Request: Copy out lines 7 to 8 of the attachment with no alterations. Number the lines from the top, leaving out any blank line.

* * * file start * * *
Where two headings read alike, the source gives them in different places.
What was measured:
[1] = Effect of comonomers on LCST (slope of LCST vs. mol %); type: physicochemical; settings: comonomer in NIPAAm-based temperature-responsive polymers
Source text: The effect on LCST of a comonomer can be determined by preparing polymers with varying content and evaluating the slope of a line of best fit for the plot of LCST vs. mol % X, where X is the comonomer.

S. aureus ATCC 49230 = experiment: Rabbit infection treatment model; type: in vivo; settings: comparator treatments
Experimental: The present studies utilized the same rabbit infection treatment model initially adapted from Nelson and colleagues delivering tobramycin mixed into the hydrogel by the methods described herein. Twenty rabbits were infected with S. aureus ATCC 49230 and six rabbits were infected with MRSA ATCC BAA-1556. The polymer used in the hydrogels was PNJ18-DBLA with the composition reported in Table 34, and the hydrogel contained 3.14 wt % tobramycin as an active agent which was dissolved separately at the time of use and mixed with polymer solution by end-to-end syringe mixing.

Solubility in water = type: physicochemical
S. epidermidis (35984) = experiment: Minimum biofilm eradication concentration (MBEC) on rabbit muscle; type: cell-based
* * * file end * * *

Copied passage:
Solubility in water = type: physicochemical
S. epidermidis (35984) = experiment: Minimum biofilm eradication concentration (MBEC) on rabbit muscle; type: cell-based